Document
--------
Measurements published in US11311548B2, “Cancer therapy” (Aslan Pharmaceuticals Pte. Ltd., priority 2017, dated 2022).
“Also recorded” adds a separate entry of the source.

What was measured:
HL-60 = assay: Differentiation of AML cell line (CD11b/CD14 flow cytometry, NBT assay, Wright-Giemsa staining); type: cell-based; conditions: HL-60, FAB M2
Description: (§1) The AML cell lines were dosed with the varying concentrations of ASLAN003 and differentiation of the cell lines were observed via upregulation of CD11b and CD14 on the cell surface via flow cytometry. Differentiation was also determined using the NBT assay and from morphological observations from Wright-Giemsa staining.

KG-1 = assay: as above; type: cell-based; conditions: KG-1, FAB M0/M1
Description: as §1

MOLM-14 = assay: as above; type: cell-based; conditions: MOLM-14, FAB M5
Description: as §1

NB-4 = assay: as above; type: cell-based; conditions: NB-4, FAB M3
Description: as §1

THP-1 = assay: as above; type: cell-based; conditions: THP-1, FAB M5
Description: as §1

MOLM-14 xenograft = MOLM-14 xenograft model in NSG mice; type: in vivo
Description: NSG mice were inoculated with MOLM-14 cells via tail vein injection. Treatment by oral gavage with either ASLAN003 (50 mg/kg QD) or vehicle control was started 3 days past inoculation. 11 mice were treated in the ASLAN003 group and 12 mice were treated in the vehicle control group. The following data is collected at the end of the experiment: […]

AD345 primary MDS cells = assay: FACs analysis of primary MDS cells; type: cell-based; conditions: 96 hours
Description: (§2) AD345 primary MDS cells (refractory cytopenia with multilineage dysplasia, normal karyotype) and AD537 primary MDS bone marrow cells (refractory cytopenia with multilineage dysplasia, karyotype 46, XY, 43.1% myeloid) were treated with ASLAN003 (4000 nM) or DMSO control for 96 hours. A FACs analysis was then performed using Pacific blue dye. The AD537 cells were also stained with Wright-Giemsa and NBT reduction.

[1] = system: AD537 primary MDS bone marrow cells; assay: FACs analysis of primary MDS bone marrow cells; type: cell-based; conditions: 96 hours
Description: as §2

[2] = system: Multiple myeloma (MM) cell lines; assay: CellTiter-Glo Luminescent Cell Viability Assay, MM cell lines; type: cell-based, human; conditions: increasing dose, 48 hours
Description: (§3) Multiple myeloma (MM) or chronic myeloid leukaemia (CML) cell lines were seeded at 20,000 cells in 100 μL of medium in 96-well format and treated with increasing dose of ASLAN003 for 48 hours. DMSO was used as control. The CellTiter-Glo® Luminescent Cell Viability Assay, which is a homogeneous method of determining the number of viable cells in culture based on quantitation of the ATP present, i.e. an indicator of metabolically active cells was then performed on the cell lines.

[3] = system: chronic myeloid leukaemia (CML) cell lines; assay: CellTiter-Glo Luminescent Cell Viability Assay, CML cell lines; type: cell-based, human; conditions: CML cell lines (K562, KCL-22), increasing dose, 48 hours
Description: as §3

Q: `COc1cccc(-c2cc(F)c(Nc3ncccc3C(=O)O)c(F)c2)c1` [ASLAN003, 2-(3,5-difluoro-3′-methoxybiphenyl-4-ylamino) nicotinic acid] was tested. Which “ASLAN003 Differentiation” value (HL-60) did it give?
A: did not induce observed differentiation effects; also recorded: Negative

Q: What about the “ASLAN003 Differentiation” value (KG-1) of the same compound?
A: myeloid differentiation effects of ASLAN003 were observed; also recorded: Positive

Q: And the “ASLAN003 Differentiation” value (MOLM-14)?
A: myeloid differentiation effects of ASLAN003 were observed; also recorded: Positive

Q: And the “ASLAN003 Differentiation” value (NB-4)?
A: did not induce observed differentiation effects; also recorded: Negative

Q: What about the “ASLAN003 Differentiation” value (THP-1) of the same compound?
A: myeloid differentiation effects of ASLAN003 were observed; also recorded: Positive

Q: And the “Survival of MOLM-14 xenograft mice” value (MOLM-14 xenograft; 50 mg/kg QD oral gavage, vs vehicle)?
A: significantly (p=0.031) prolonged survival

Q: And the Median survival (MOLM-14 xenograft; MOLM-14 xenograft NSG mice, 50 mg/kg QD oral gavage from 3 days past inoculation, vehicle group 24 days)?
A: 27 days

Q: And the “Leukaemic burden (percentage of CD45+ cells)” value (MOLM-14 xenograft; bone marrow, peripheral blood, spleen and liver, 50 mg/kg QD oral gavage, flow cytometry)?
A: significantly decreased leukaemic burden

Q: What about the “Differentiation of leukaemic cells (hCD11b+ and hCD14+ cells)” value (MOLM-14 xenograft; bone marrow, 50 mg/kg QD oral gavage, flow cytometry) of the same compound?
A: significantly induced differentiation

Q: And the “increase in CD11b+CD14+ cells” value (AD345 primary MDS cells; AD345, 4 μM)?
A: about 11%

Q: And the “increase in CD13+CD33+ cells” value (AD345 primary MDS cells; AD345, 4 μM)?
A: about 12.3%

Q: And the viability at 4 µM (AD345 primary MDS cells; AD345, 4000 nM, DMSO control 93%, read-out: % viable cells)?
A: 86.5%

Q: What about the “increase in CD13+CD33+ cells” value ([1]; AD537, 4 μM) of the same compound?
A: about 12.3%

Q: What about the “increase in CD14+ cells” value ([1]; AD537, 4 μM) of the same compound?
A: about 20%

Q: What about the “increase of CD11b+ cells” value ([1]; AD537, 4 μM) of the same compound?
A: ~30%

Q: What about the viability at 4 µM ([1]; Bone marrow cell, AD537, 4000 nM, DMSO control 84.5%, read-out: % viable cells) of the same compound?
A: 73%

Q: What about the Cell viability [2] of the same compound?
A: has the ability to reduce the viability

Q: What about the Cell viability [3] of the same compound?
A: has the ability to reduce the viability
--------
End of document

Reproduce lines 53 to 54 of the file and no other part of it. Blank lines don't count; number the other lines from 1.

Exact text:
A: ~30%

Q: What about the viability at 4 µM ([1]; Bone marrow cell, AD537, 4000 nM, DMSO control 84.5%, read-out: % viable cells) of the same compound?